2016 Menghai "Yun Shui Zhen" (Batch 1601)


Vendor: Menghai Tea Factory*

Price: $0.10USD/gram

Compression: Tight

Material: Menghai

Season: "Semi-Aged" (Batch 1601)

Vendor Description: "Classic Da Yi strength and mouthfeel, but without being harsh. Floral, bitter, sweet, and some astringency."

Link to Tea: YS China / YS America**


Brewing Vessel: 100ml Standard White Ruyao Gaiwan

Leaf/Water Ratio: 1g/15ml

Water Temperature: 195 Fahrenheit / 90.5 Celsius

Steeping Method: 1 flash rinse; 15-second steeps until dead


Rinsed Aroma

Smokey, fruity, a little bit of that Farmhouse Ale funk. The wet-leaf aroma starts off thick and forward, but then fades quickly.

Flavor Notes

The flavor is very light, bitter, a tad smokey, and somewhat metallic (Copper Ales kept popping into my mind throughout the session).


Vibrant amber.


An aggressive mouthfeel is the foremost characteristic of this tea by a landslide. Bitterness is front-and-center, followed by a lingering astringency and subtle hui gan. A light and floral sweetness came forward in later steeps, as the tea began to fade.


Increased focus.


For ~$0.10USD/gram, this tea is an extremely enjoyable factory production. It's not as intense as some young budget-friendly factory shengs--i.e. it doesn't have that pungent Xiaguan barnyard-lit-on-fire taste, tongue-twisting astringency, or crab-apple bitterness, but it still packs a heavy-fisted punch. It's thick in the mouth, without punishing your cheeks/tongue.


On an empty stomach, this tea is a bit of a gut-bomb. Though this production is a blend of semi-aged material, it's still a very young-tasting sheng and could benefit from a few additional years of rest, allowing the tea to calm its adolescent Oedipus-denying rage. This tea tends to upset my stomach noticeably more than its similarly-priced young "boutique" (non-factory) counterparts, even on a full stomach; but then again, factory teas are typically more focused on aging-potential than immediate drinkability, plus all my life I've had an extremely touch-and-go tummy, so others may not experience the same discomfort.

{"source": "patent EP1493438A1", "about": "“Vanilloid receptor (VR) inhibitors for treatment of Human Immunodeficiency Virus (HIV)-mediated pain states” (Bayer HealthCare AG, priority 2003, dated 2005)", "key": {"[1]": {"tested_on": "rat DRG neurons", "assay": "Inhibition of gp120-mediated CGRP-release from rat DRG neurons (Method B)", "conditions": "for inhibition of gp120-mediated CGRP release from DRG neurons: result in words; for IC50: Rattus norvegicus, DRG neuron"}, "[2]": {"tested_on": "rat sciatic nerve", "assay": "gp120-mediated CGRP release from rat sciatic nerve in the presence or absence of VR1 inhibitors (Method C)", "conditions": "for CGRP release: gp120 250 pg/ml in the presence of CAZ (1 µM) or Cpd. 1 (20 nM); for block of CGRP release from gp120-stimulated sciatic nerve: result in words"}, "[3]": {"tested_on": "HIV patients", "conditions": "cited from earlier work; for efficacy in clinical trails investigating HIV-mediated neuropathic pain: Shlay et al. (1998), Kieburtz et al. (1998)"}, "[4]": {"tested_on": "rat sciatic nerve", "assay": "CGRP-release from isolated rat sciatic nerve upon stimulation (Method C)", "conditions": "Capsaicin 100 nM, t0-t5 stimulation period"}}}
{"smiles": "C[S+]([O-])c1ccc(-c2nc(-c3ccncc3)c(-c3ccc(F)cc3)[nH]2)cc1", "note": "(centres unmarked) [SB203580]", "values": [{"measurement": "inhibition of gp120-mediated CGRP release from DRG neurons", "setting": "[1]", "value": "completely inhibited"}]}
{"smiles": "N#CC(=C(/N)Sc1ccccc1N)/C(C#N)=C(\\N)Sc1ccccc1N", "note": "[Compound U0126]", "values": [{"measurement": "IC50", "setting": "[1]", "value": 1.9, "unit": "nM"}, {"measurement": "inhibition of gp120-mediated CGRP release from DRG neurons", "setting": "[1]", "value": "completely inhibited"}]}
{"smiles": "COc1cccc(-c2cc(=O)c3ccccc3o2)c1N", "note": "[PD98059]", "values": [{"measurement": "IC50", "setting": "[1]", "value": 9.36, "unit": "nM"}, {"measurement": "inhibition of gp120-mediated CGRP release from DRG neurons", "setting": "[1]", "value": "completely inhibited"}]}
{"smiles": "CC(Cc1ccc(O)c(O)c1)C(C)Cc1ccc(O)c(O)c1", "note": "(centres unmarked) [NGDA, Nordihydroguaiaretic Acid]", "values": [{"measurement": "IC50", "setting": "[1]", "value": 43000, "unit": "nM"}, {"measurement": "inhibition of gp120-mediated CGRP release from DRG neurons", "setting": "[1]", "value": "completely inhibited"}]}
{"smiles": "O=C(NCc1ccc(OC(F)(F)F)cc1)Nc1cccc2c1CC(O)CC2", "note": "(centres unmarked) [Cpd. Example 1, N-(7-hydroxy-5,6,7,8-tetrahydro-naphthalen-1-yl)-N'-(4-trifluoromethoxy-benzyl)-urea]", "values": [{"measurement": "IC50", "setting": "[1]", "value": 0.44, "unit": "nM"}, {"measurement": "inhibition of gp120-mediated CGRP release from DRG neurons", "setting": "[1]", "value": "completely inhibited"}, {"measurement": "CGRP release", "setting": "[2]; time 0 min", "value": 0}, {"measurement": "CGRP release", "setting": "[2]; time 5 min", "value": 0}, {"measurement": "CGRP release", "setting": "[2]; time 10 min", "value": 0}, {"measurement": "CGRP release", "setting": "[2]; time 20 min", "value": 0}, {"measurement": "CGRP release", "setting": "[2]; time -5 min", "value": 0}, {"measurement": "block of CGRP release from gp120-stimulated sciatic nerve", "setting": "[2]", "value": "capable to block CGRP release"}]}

Bottom Line

In 5-10 years, when this tea calms down a bit more and further develops its complexities, I'd bet that it will be worth much more than its current value (~$0.10/g). Mouthfeel-wise, this tea hits all the right notes, and I'm curious to see how it develops over time. As I said, others may not experience the same discomfort stomach-wise, and for those people--especially those of you who particularly enjoy factory productions--this tea would be a solid daily-drinker, or at least a solid option to tong-up on and store away in a make-shift pumidor where, after 50-some years of obsessing over your collection night and day, anally maintaining optimal storage conditions, your mind will deteriorate, and you'll forget all about your library of puerh, by now worth tens (maybe hundreds!) of thousands of dollars, and you will die, and in a matter of weeks, your collection will be nothing more than a giant closet of mold that your daughter will stumble upon while cleaning out your house with her second-husband who you never liked, and the two of them will open the door, confronted by stacks upon stacks of cracked bamboo over-run with mold and mildew, and will look at each other, utterly disgusted, and the second-husband you never liked will just shake his head and say, "For the love of God, let's throw this shit out."


*Sheng Gut is absolutely affiliated with Menghai Tea Factory and, every Spring, is flown first-class to Menghai's plantation in Yunnan, where I (pronoun-shift) am treated to a week-long vacation of gushu and debauchery: luxurious hotels with 24-hour butlers, free full-body acupuncture sessions, bottomless dim sum (like shrimp shumai and chili-dusted chicken-feet and shit), and a private limousine to shuttle my ass to/from the red-light district, black-out plastered after pounding back some vintage 7542 like it's water. By the end of the week, it's hard to recognize myself in the mirror, and once I'm back in the USA, I spend weeks--sometimes months--roaming the desert-land highways, going nowhere in particular. I am stuck in what feels like an endless haze, just drifting along, aimlessly. I go weeks without showering, and only eat enough food to stay alive. My body deteriorates to a sort of skeleton. My hair turns gray and grows thin and wispy. I sleep outside in a makeshift tent--just a small blue tarp held up by some twigs--and, each night, fend for my life, laying in wait for a pack of desert-coyotes to ambush...and when they do, I slaughter them with my bare-hands, snapping their brittle necks one-by-one, leaving the runt of the pack alive to warn the others.

**This tea is pretty widely available outside of YS, especially on e-Bay/Taobao, I just happened to purchase mine from Yunnan Sourcing USA.

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